The Weekend Australian - Review - - Out & About - Stephen Romei DS SR DS

(MA15+) Lo­gan is the stun­ning third — and per­haps fi­nal — in­stal­ment in the Wolver­ine movies that have made Aus­tralia’s Hugh Jack­man a Hol­ly­wood star. This is a Wolver­ine we have not seen be­fore. This is Lo­gan, a 50some­thing man with a bat­tered black suit, a limp, bloodshot eyes, scruffy beard. He scrapes a liv­ing as a limo driver along the US-Mex­ico bor­der. His des­per­ate life changes — for the worse — with the ap­pear­ance of an 11 or 12-year-old girl named Laura. She has claws just like him, and knows how to use them. Lo­gan is a fine ex­am­ple of the su­per­hero film where fan­tasy is tame and re­al­ity is wild. Alone in Ber­lin (M) Ber­lin in 1940 is the set­ting for this grim drama in which an av­er­age cou­ple (Bren­dan Glee­son, Emma Thomp­son) finds an un­usual way to protest against Hitler and the Nazi regime. The film is, per­haps, rather too taste­ful for its own good — but the story it tells is a time­less one of courage and self-sac­ri­fice.

T2 Trainspot­ting (R18+) It’s fas­ci­nat­ing to watch the 1996 heroin ad­dic­tion tour de force Trainspot­ting to­day and think about who the young ac­tors have been on-screen since. Now they have re­united for di­rec­tor Danny Boyle and screen­writer John Hodge in the much-an­tic­i­pated se­quel, Trainspot­ting, and sadly it will not be re­mem­bered as the best work of any of them. New ma­te­rial, such as Mark and Si­mon hav­ing to sing in a pub they plan to rob, feels more like a skit than some­thing real.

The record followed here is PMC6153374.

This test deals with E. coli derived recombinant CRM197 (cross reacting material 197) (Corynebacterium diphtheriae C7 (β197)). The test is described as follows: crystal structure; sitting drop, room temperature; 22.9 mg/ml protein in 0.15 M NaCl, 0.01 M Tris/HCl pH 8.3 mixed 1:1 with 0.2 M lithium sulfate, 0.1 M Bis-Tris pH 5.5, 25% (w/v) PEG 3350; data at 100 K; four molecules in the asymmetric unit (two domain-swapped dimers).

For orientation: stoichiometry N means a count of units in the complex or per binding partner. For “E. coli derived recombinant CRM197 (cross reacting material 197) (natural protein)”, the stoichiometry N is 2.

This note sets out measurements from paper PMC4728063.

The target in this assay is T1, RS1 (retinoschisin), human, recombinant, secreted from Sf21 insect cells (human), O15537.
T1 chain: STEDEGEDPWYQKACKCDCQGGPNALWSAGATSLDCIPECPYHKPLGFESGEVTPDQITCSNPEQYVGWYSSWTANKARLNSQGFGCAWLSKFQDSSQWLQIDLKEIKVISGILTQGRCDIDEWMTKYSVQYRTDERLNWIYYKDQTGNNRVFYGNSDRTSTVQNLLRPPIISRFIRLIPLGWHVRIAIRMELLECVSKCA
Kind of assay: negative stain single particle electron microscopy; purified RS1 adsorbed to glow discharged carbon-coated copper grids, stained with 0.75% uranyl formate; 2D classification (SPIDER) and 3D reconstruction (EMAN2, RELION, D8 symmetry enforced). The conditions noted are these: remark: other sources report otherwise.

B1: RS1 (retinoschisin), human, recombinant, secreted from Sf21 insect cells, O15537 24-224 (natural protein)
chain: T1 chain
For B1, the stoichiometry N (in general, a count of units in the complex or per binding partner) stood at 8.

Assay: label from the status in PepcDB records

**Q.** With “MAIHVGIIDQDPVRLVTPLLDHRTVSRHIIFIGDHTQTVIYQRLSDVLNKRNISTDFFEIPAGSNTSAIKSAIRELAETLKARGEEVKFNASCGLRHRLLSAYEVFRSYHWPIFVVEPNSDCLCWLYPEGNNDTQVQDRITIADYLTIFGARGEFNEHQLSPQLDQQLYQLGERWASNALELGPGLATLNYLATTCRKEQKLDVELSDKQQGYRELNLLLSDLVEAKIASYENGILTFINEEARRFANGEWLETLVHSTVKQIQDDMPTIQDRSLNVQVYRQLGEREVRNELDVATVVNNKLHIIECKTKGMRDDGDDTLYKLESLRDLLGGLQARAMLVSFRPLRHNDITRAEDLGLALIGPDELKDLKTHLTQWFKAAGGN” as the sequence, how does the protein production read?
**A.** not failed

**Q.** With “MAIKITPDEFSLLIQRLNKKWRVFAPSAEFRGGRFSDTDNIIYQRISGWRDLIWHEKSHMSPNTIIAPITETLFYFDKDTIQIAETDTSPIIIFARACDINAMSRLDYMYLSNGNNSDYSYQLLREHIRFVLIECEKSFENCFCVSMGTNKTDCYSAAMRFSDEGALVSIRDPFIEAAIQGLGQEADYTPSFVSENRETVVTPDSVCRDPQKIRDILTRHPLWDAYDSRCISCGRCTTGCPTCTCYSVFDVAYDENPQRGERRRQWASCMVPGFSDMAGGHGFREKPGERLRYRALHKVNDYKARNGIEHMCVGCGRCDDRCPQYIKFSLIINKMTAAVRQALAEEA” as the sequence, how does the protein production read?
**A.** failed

Aquarius (R18+) A highly re­garded and prized Brazil­ian film from di­rec­tor Kle­ber Men­donca Filho that stars the great So­nia Braga as a woman who has lived for most of her life in a low-level beach­side apart­ment and now re­fuses to sell to a de­vel­oper. There is so much that’s en­joy­able here that the ex­tended run­ning time (nearly 2½ hours) seems even more ex­ces­sive.

Richard III Kate Mul­vany’s Richard III (pic­tured) is fas­ci­nat­ing in Bell Shake­speare’s lat­est pro­duc­tion. She brings a new per­spec­tive to this great vil­lain, not be­cause she is a woman (she plays the role as a man) but be­cause of the level of hu­man­ity she al­lows to emerge, grad­u­ally at first, as Glouces­ter wades through blood and per­fidy to be­come King Richard. Her Richard’s body is

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